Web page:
Part of the American History & Genealogy Project

Mary Lyon 1797 ~ 1849


Mary Lyon

While still very young, Mary Lyon, who was afterwards to become the foremost woman in America in the mental and spiritual training of young girls, wrote a letter to her sister revealing not only the strength of her thought and the intensity of her patriotism, but the deep bed rock of Christian faith which undergirded all her thinking. "This day," she wrote, "completes half a century since the Declaration of Independence. How interesting must be the reflections of those few who remember that eventful day. Who on the face of the earth fifty years ago could have expected such results? It is true that Washington and almost all Americans who lived in the days of Washington hoped for independence, but did they look forward to this time and expect such a nation as this? Must not all believe that self-promotion comes neither from the east nor from the west nor from the south, but God is the Judge who putteth down one and setteth up another. Must not all exclaim. This is the finger of God!'' This same spirituality of her mind was made manifest later in her influence over all those whom she taught.

As time went on and Mary Lyon became more and more entrenched in her life work of teaching, her spiritual life deepened and her activities were intensified in two or three very important ways. She was deeply imbued with the importance of instruction in Bible truths, and in the conversion of her pupils, and more and more impressed with the importance of loyalty and self-sacrifice for the promotion of foreign missions. I think she was the pioneer in what is now quite common in Christian colleges, a definite laboring for the conversion of students as an important part of the college work. It was her custom to write to Christian friends in all parts of the country and enlist their prayers for the spiritual condition of her school. She had wonderful faith in prayer, and the results justified her faith. Mary Lyon's power in developing Christian character in her pupils lay in the fact that she not only lived a Christian life herself, but regularly taught it to her pupils. Her manner was simple; there was not the slightest pretense of speaking for effect or trying to speak eloquently, but her intense faith and earnestness made her a powerful speaker. Doctor Hitchcock, at one time president of Amherst College, says that the vividness with which she evidently saw and thought the truths she was telling was only second to her power. If she ever had a fleeting doubt of the certainty of future retribution that doubt was never known or suspected by her most intimate friends. The foundations of faith never wavered. The principles of the Christian religion seemed interwoven in the fibers of her soul. The world to come was as present to her thoughts as this world to her eyes. Her confidence in God was as simple and true as a child's in its mother.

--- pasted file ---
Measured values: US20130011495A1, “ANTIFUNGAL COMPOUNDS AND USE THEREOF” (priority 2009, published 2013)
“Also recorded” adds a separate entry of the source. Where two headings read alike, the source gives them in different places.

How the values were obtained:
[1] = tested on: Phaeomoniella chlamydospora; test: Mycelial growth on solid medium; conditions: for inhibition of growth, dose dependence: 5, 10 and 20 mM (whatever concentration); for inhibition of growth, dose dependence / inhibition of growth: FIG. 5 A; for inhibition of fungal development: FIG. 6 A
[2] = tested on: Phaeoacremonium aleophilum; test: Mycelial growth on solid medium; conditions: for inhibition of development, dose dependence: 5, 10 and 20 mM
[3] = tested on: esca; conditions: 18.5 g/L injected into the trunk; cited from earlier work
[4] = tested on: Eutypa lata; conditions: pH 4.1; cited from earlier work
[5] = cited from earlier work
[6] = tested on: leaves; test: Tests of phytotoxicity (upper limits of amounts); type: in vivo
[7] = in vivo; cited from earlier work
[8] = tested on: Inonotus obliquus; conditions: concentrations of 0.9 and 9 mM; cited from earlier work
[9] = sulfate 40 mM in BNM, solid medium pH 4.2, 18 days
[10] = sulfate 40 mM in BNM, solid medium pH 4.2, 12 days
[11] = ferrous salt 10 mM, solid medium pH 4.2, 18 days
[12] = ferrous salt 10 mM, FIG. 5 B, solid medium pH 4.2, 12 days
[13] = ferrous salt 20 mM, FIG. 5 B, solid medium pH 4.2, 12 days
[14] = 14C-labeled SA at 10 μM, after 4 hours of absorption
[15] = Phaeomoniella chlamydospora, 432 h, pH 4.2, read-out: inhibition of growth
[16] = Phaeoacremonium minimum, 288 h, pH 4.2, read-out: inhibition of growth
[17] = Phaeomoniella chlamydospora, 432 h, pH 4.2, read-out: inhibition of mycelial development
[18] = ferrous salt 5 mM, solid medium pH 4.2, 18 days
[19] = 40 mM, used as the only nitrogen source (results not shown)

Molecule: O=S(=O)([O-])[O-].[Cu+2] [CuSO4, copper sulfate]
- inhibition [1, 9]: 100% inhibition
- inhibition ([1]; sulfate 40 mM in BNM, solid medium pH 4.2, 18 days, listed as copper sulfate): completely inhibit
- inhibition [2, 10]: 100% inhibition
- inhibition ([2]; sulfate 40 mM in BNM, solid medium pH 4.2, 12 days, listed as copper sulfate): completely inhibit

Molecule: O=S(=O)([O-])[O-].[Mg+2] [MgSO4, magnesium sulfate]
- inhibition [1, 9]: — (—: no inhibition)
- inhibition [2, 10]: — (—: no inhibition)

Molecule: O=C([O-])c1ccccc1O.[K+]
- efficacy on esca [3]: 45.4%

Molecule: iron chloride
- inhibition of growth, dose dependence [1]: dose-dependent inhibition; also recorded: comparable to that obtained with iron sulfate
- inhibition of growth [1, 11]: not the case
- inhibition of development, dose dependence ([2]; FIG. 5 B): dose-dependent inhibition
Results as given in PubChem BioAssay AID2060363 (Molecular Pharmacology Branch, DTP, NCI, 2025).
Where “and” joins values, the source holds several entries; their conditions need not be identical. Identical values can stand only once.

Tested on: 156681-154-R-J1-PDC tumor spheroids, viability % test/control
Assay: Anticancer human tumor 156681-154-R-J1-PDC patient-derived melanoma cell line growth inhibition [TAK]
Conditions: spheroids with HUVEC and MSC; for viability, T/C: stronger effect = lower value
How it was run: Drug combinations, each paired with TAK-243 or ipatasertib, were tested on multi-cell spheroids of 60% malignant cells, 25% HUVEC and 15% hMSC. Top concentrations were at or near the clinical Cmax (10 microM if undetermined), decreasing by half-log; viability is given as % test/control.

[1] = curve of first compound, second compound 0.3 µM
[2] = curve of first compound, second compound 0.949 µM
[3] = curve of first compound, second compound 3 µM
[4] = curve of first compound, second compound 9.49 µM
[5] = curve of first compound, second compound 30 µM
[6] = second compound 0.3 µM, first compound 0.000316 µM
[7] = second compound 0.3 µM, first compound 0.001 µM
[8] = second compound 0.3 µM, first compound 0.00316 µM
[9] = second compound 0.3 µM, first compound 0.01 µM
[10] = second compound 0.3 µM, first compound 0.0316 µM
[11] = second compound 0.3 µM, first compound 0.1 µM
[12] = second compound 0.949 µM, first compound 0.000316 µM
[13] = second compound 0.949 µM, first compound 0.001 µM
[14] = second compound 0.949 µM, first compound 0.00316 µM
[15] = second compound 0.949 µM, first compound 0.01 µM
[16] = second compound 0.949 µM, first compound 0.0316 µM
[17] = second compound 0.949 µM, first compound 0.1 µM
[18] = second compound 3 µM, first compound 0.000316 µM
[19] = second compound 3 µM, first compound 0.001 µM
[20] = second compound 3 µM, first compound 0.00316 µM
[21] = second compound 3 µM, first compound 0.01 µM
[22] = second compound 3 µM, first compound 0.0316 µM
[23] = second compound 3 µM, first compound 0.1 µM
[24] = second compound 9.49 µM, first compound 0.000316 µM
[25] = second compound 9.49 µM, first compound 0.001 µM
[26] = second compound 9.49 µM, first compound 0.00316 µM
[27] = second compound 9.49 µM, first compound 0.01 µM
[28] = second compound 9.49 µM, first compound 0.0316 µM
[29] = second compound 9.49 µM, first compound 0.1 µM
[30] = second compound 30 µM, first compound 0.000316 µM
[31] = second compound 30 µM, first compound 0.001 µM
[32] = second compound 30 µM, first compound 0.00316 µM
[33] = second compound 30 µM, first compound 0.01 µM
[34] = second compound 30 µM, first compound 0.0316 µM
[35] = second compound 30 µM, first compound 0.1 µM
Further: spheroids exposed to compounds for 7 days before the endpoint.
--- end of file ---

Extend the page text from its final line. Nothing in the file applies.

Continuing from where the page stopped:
Mary Lyon had broad and noble ideas concerning the necessity for the education of woman and the possible blessings that would come from it to the world. On one occasion when she was under the strain of great effort to obtain needed help for Mt. Holyoke Female School (the institution of which she was the founder is now known as Mt Holyoke College) she wrote a letter to a leading minister, in the course of which she said: "Woman elevated by the Christian religion was designed by Providence as the educator of our race. From her entrance into womanhood to the end of her life this is to be her great business. By her influence not only her friends, her scholars and her daughters are to be affected, but also her sons, her brothers, the young men around her, and even the elder men, not excepting her father and his peers. Considering the qualifications which the mothers in our land now possess is there not a call for special effort from some quarter to render them aid in fitting their daughters to exert such an influence as is needed from this source in our infant Republic, on our Christian country?" Such a letter would not seem daring now, but it took a prophetess to write it twenty years ago. Miss Lyon's work in behalf of foreign missions was so immense that it can only be referred to in this short sketch of her life. So many missionaries went out from her seminary that worldly families became afraid to send their daughters there to school lest they should give themselves to Christian work. After her death, in 1849, one writer suggested the breadth of her missionary work in these words, "Is she missed? Scarcely a state in the American Union but contains those she trained. Long ere this, amid the hunting grounds of the Sioux and the villages of the Cherokees the tear of the missionary has wet the page which has told of Miss Lyon's departure. The Sandwich Islander will ask why his white teacher's eyes dim as she reads her American letters. The swarthy African will lament with his sorrowing guide, who cries, 'Help, Lord, for the Godly ceaseth!' The cinnamon groves of Ceylon, and the palm trees of India overshadow her early deceased missionary pupils, while those left to bear the heat and burden of the day will wail the saint whose prayers and letters they so prized. Among the Nestorians of Persia, and at the base of Mount Olympus will her name be breathed softly as the household name of one whom God hath taken."

Women of America

Source: The Part Taken by Women in American History, By Mrs. John A. Logan, Published by The Perry-Nalle Publishing Company, Wilmington, Delaware, 1912.


Please Come back Soon!!

This page was last updated Monday, 02-Feb-2015 20:11:45 EST

Copyright August 2011 - 2024The American History and Genealogy Project.
Enjoy the work of our webmasters, provide a link, do not copy their work.